Alfred de Musset

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Musset, Alfred de


Born Dec. 11, 1810, in Paris; died there May 2, 1857. French writer. Member of the Académie Française (1852).

The son of a civil servant who had an interest in literature, Musset graduated from the College Henri IV. His first collection of verse, Tales of Spain and Italy (1830), attracted the attention of readers. The literary-aesthetic viewpoint of the French romantics headed by V. Hugo, which rejected the reactionary political system and obsolete literary forms, was the basis for Musset’s subsequent work. In his second collection, Armchair Theater (1832), Musset sang the praises of freedom and theomachy and mocked bourgeois political machinations. His four lyrical narrative poems, published as Nights (1835–37), were very popular; the poems express sorrowful reflections awakened by feelings of loneliness.

Musset was one of the founders of romantic theater. His historical drama Lorenzaccio (1834) and his psychological plays about love, The Caprices of Marianne (1833), One Does Not Trifle With Love (1834), and The Candlestick (1835), are distinguished by their realistic characters and dramatic tension. In Lorenzaccio, the struggle with tyranny is treated artistically. The moral perfection of the individual is the basic theme of his other plays. Russia was the first to discover Musset the dramatist. Only after his comedy The Caprices of Marianne was staged in St. Petersburg in 1837 did French theaters begin to include his plays in their repertoires.

Musset’s novel Confession of a Child of the Century (1836) reflects French society of the 1820’s and 1830’s, showing the desperate situation of the younger generation in France and expressing the bright hope that mankind will attain peace and happiness in the future.

In Russia, Musset’s works were highly valued by A. S. Pushkin, L. N. Tolstoy, A. I. Herzen, and I. S. Turgenev. His poems were translated into Russian by I. S. Turgenev, A. A. Fet, V. S. Kurochkin, A. N. Apukhtin, and V. Ia. Briusov and, in Soviet times, by V. A. Rozhdestvenskii, S. V. Shervinskii, Iu. B. Korneev, and E. L. Linetskaia.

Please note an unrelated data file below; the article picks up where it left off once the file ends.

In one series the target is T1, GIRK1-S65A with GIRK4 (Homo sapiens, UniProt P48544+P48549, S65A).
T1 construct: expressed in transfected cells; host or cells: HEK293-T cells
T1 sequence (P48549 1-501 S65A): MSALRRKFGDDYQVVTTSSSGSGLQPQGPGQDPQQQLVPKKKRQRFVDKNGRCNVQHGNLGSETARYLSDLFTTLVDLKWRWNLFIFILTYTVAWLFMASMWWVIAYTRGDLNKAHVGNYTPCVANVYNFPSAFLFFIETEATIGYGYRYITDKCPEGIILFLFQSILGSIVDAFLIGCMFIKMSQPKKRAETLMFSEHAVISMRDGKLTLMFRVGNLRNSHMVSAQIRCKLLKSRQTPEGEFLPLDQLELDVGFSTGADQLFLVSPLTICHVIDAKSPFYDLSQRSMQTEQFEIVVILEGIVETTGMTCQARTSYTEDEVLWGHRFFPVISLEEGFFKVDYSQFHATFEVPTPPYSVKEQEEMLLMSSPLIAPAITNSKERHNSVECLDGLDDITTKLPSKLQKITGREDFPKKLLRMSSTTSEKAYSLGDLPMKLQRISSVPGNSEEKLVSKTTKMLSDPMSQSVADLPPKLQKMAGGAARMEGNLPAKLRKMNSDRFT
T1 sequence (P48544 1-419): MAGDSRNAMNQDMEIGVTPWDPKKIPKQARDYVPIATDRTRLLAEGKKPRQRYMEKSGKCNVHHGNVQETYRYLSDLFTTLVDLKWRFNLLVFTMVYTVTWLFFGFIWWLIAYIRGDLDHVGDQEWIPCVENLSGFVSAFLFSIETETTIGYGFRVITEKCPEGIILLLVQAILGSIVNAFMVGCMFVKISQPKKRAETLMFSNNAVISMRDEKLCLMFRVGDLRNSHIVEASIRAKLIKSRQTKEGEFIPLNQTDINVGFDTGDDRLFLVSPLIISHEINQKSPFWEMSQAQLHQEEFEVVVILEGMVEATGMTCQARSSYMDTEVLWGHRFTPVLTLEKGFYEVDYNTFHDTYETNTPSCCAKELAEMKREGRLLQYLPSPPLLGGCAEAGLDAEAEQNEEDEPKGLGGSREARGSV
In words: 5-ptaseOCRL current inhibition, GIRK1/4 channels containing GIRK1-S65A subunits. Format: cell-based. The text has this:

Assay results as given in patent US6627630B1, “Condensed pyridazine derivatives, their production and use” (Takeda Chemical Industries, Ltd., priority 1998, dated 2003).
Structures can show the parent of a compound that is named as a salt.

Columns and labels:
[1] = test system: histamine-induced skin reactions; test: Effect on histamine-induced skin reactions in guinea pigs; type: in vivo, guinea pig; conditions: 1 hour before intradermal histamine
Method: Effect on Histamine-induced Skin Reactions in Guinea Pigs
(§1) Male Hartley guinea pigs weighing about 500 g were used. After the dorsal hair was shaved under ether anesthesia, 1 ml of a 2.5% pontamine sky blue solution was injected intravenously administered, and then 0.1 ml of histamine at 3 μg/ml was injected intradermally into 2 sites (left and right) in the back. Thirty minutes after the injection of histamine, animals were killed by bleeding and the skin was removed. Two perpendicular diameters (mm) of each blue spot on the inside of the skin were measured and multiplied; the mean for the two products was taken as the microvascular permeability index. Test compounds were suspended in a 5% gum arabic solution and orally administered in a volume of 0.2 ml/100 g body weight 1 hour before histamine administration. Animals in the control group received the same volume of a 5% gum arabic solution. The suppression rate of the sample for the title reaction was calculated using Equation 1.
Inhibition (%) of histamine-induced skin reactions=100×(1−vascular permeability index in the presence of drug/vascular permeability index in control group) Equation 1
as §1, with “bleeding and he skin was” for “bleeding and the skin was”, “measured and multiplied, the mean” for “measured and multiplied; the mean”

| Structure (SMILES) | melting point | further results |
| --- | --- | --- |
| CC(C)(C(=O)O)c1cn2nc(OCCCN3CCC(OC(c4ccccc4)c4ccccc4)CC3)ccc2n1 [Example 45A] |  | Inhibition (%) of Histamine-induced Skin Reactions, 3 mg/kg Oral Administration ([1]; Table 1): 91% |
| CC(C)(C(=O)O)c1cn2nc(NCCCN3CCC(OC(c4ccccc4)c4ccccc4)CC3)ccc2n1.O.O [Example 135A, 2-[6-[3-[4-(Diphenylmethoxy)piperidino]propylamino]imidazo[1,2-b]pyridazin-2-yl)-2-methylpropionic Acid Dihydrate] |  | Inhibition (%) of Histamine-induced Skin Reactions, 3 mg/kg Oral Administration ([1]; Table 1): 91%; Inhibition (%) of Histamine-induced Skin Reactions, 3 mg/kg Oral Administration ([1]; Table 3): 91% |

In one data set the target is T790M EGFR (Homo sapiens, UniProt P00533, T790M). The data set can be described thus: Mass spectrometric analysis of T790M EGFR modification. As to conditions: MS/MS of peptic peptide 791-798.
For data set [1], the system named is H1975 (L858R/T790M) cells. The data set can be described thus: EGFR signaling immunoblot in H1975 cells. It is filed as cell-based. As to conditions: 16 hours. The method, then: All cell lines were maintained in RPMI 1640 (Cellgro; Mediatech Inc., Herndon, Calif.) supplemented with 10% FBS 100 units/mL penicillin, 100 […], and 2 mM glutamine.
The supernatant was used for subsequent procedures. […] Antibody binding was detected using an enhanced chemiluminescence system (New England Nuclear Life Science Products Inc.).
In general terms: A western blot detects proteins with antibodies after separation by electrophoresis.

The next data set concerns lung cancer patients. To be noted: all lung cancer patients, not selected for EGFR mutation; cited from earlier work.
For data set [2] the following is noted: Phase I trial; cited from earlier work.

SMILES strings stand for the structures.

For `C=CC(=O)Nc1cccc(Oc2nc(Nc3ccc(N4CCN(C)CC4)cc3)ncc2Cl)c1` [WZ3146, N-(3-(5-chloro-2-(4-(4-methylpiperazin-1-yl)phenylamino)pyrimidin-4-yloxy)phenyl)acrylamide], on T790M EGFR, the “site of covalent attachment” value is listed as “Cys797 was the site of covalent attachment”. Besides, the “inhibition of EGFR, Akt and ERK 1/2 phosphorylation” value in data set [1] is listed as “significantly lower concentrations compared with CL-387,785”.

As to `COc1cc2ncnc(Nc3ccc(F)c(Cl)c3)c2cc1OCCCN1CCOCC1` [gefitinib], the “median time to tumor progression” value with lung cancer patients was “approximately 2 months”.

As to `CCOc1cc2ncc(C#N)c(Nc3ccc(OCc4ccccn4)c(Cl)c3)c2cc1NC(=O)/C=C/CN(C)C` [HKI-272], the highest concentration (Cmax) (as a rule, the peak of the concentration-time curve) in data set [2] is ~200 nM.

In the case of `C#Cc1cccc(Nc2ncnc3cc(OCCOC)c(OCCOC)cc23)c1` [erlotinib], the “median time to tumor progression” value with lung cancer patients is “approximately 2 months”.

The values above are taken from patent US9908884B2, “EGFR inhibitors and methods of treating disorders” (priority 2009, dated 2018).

Oeuvres completes illustrées, vols. 1–10. Paris, 1927–29.
Oeuvres completes. Paris [1963].
In Russian translation:
Izbr. proizv., vols. 1–2. Moscow, 1957.
Ispoved’ syna veka, Novelly. Leningrad, 1970. (With an article by A. Andres.)


Istoriia frantsuzskoi literatury, vol. 2. Moscow, 1956.
Teterevnikova, A. “A. de Miusse.” In Pisateli Frantsii. Moscow, 1964.
Sainte-Beuve, C. “A. de Miusse.” In Literaturnye portrety: Kriticheskie ocherki. Moscow, 1970.
Gastinel, P. Le Romantisme d’A. de Musset. Paris, 1933.
Soupault, P. A. de Musset. [Paris, 1966.]
Tieghem, P. van. Musset. Paris, 1969.
Lefebvre, H. Musset, 2nd ed. Paris [1970].


References in periodicals archive ?
The affair between 19th-century French writers George Sand (Juliette Binoche) and Alfred de Musset (Benoit Magimel) is chronicled in ``Children of the Century.
A Shakespeare Theater presentation of a play in two acts by Alfred de Musset, translated and adapted by John Strand.
En la primera funcion del ultimo dia se representaron On ne badine pas avec l'amour, de Alfred de Musset, y L'absent, de Claude Spaak, y en la segunda, Phedre, de Jean Racine.
CHILDREN OF THE CENTURY: Juliette Binoche is George Sand and Benoit Magimel is Alfred de Musset in this story of the 19th-century writers' tempestuous love affair, directed by Diane Kurys (``Entre Nous'').
Posibles lectores de Hugo y Chateaubriand, de Alfred de Musset y George Sand, de La Cartuja de Parma y El coronel Chabert.
THE LOVE AFFAIR BETWEEN George Sand and Alfred de Musset is the subject of Francois-Olivier Rousseau's novel, which also re-creates the ambience and the artistic community of early-nineteenth-century Paris.
The activities of this group, which included Hugo, Alphonse de Lamartine, Alfred de Vigny, and Alfred de Musset, are described in the Memoires of Alexandre Dumas pere.
His critical works include books on William Blake (1928), Charlie Chaplin ( Charlot, 1931) James Joyce (1944), and Alfred de Musset (1956).
Contract award notice: rnovation des portes d~accs rsidence alfred de musset.
Throughout his dramatic works, Alfred de Musset (1810-1857) famously stages the romantic ennui of the young men of his generation who, in the wake of the Revolution and after Waterloo, have nothing to believe in and no way to establish themselves in a society in transition.
Kurys's film homes in on her most famous relationship, that with poet and all round dissolute party animal Alfred de Musset whose whoring, drinking and drug-taking lifestyle produced any number of tempestuous public blow ups with his lover.
The solemn event took a turn for the risque when Pierre Cardin, giving a traditional introductory speech on the new Academician, reminisced about making love to Moreau in a room that Georges Sand and Alfred de Musset had occupied in Venice's Hotel Danieli.